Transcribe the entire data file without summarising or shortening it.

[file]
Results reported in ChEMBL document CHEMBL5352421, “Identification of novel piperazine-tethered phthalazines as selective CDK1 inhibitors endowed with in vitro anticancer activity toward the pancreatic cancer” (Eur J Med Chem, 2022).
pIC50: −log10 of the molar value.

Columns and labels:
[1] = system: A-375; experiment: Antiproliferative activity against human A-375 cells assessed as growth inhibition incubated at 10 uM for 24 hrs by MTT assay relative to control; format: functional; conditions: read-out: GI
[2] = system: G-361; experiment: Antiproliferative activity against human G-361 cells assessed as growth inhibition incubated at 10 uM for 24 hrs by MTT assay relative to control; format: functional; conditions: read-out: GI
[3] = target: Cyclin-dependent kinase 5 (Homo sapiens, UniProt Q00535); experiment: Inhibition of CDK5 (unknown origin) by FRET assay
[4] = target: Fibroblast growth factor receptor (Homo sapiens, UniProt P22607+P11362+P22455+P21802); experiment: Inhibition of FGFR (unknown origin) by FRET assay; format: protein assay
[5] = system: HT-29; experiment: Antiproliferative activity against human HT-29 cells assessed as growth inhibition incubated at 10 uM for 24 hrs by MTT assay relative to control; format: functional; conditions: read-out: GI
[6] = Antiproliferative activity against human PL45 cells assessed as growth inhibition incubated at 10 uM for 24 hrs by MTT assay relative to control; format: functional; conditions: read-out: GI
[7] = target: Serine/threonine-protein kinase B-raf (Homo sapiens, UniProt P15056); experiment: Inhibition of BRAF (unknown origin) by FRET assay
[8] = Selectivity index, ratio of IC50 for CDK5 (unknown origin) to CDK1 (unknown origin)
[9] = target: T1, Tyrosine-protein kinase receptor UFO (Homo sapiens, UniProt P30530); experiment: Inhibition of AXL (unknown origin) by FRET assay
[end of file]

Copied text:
Results reported in ChEMBL document CHEMBL5352421, “Identification of novel piperazine-tethered phthalazines as selective CDK1 inhibitors endowed with in vitro anticancer activity toward the pancreatic cancer” (Eur J Med Chem, 2022).
pIC50: −log10 of the molar value.

Columns and labels:
[1] = system: A-375; experiment: Antiproliferative activity against human A-375 cells assessed as growth inhibition incubated at 10 uM for 24 hrs by MTT assay relative to control; format: functional; conditions: read-out: GI
[2] = system: G-361; experiment: Antiproliferative activity against human G-361 cells assessed as growth inhibition incubated at 10 uM for 24 hrs by MTT assay relative to control; format: functional; conditions: read-out: GI
[3] = target: Cyclin-dependent kinase 5 (Homo sapiens, UniProt Q00535); experiment: Inhibition of CDK5 (unknown origin) by FRET assay
[4] = target: Fibroblast growth factor receptor (Homo sapiens, UniProt P22607+P11362+P22455+P21802); experiment: Inhibition of FGFR (unknown origin) by FRET assay; format: protein assay
[5] = system: HT-29; experiment: Antiproliferative activity against human HT-29 cells assessed as growth inhibition incubated at 10 uM for 24 hrs by MTT assay relative to control; format: functional; conditions: read-out: GI
[6] = Antiproliferative activity against human PL45 cells assessed as growth inhibition incubated at 10 uM for 24 hrs by MTT assay relative to control; format: functional; conditions: read-out: GI
[7] = target: Serine/threonine-protein kinase B-raf (Homo sapiens, UniProt P15056); experiment: Inhibition of BRAF (unknown origin) by FRET assay
[8] = Selectivity index, ratio of IC50 for CDK5 (unknown origin) to CDK1 (unknown origin)
[9] = target: T1, Tyrosine-protein kinase receptor UFO (Homo sapiens, UniProt P30530); experiment: Inhibition of AXL (unknown origin) by FRET assay